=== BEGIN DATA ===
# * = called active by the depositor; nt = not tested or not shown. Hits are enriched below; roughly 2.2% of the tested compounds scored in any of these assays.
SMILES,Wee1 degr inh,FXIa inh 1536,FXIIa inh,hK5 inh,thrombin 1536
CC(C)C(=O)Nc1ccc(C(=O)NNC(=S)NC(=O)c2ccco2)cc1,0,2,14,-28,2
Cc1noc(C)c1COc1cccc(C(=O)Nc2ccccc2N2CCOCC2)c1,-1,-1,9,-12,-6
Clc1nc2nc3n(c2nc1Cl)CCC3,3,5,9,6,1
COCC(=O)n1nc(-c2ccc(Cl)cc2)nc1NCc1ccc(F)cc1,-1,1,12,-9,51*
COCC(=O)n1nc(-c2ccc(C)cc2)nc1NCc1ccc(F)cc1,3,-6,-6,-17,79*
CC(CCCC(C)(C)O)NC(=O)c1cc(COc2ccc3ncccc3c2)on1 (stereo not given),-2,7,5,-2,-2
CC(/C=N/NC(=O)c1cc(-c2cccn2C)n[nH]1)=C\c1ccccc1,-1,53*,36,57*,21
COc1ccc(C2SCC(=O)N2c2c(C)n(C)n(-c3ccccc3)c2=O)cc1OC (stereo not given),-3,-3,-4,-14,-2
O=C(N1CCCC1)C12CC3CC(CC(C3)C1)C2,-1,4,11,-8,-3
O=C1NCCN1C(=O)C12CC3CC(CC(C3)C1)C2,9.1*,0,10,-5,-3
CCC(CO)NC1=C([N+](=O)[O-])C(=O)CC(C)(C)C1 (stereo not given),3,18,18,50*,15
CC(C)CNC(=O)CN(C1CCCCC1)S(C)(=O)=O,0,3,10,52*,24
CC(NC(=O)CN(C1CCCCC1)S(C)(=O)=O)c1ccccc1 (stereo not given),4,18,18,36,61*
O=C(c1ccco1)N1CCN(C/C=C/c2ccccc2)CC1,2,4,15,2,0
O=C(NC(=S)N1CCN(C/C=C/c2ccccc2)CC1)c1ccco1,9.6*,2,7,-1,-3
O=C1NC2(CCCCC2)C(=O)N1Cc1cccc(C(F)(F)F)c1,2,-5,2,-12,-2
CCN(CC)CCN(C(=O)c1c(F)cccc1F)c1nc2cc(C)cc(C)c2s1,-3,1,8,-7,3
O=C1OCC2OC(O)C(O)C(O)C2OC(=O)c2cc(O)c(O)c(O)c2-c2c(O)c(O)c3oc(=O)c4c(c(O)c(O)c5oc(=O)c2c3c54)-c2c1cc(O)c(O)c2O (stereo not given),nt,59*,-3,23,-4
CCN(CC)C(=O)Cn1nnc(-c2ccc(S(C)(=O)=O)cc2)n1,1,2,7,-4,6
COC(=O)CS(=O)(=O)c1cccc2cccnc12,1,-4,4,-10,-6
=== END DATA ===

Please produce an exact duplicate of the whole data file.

# * = called active by the depositor; nt = not tested or not shown. Hits are enriched below; roughly 2.2% of the tested compounds scored in any of these assays.
SMILES,Wee1 degr inh,FXIa inh 1536,FXIIa inh,hK5 inh,thrombin 1536
CC(C)C(=O)Nc1ccc(C(=O)NNC(=S)NC(=O)c2ccco2)cc1,0,2,14,-28,2
Cc1noc(C)c1COc1cccc(C(=O)Nc2ccccc2N2CCOCC2)c1,-1,-1,9,-12,-6
Clc1nc2nc3n(c2nc1Cl)CCC3,3,5,9,6,1
COCC(=O)n1nc(-c2ccc(Cl)cc2)nc1NCc1ccc(F)cc1,-1,1,12,-9,51*
COCC(=O)n1nc(-c2ccc(C)cc2)nc1NCc1ccc(F)cc1,3,-6,-6,-17,79*
CC(CCCC(C)(C)O)NC(=O)c1cc(COc2ccc3ncccc3c2)on1 (stereo not given),-2,7,5,-2,-2
CC(/C=N/NC(=O)c1cc(-c2cccn2C)n[nH]1)=C\c1ccccc1,-1,53*,36,57*,21
COc1ccc(C2SCC(=O)N2c2c(C)n(C)n(-c3ccccc3)c2=O)cc1OC (stereo not given),-3,-3,-4,-14,-2
O=C(N1CCCC1)C12CC3CC(CC(C3)C1)C2,-1,4,11,-8,-3
O=C1NCCN1C(=O)C12CC3CC(CC(C3)C1)C2,9.1*,0,10,-5,-3
CCC(CO)NC1=C([N+](=O)[O-])C(=O)CC(C)(C)C1 (stereo not given),3,18,18,50*,15
CC(C)CNC(=O)CN(C1CCCCC1)S(C)(=O)=O,0,3,10,52*,24
CC(NC(=O)CN(C1CCCCC1)S(C)(=O)=O)c1ccccc1 (stereo not given),4,18,18,36,61*
O=C(c1ccco1)N1CCN(C/C=C/c2ccccc2)CC1,2,4,15,2,0
O=C(NC(=S)N1CCN(C/C=C/c2ccccc2)CC1)c1ccco1,9.6*,2,7,-1,-3
O=C1NC2(CCCCC2)C(=O)N1Cc1cccc(C(F)(F)F)c1,2,-5,2,-12,-2
CCN(CC)CCN(C(=O)c1c(F)cccc1F)c1nc2cc(C)cc(C)c2s1,-3,1,8,-7,3
O=C1OCC2OC(O)C(O)C(O)C2OC(=O)c2cc(O)c(O)c(O)c2-c2c(O)c(O)c3oc(=O)c4c(c(O)c(O)c5oc(=O)c2c3c54)-c2c1cc(O)c(O)c2O (stereo not given),nt,59*,-3,23,-4
CCN(CC)C(=O)Cn1nnc(-c2ccc(S(C)(=O)=O)cc2)n1,1,2,7,-4,6
COC(=O)CS(=O)(=O)c1cccc2cccnc12,1,-4,4,-10,-6